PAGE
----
Bemidji State University senior and child welfare scholar Katie Northbird has dedicated her life to helping others. An enrolled member of the Leech Lake Band of Ojibwe, Northbird wants to do everything she can to improve the lives of Indigenous youth.
“I want children to have happiness, support, health and love,” she said. “My culture values children and views them as sacred. It’s my job as an Ojibwe woman to help care for the children of my community.”
Family and service has always been an important aspect of Northbird’s life. Growing up in Bemidji, her mom opened their home to family and friends in times of need and provided foster care for years. After leaving an abusive relationship, Northbird knew she wanted to help other women living with abuse and hardship and decided to study social work at Bemidji State.
Appointed one of three BSU child welfare scholars in Oct. 2020, Northbird will receive a $2250 stipend each semester until she graduates, take program-specific courses and complete her practicum at a county-, state- or tribal-level child welfare unit.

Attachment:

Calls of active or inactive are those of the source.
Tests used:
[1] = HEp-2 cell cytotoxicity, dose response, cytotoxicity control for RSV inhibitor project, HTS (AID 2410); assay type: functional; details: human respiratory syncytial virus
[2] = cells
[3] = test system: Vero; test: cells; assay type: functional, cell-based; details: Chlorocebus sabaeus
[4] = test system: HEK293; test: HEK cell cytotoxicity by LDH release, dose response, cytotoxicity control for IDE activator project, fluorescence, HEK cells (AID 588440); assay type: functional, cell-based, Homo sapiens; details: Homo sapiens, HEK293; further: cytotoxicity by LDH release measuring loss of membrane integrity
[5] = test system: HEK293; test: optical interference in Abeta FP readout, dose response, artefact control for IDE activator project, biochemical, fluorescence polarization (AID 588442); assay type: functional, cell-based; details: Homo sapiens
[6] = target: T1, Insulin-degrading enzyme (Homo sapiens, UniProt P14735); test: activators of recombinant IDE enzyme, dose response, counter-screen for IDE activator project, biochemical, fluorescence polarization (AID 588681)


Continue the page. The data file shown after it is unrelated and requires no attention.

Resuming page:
“I am choosing the path of social work with an emphasis in child welfare due to the lack of Indigenous representation within the field,” she said. “With my education and Indigenous background, I hope to be a voice and advocate to make a positive impact for my people.”
Among other requirements, university child welfare scholars must attend student meetings and training seminars pertaining to child welfare, maintain good academic standing and seek employment in public child welfare after graduation.
For Northbird, her own children and her Ojibwe culture continue to drive her towards a career in social work.
“Coming from the reservation, there is an overrepresentation of native children in the welfare system,” she said. “I want to help provide research and data to provide solutions to this phenomenon of overrepresentation. I want to help protect and serve the underserved Indigenous youth.”
Without the understanding and support of Bemidji State faculty, especially Drs. Sue Rickers, associate professor of social work, and Anton Treuer, professor of Ojibwe in the Department of Languages and Indigenous Studies, Northbird doesn’t think she would be where she is today.
“My professors have provided unconditional support through the ups and downs. It’s like a whole other family that I am so grateful for,” she said.
Northbird is on track to graduate with a bachelor’s degree in social work in May 2021. She plans to attend graduate school and go on to earn her doctorate.
- Evie Campbell, assistant professor of social work; email@example.com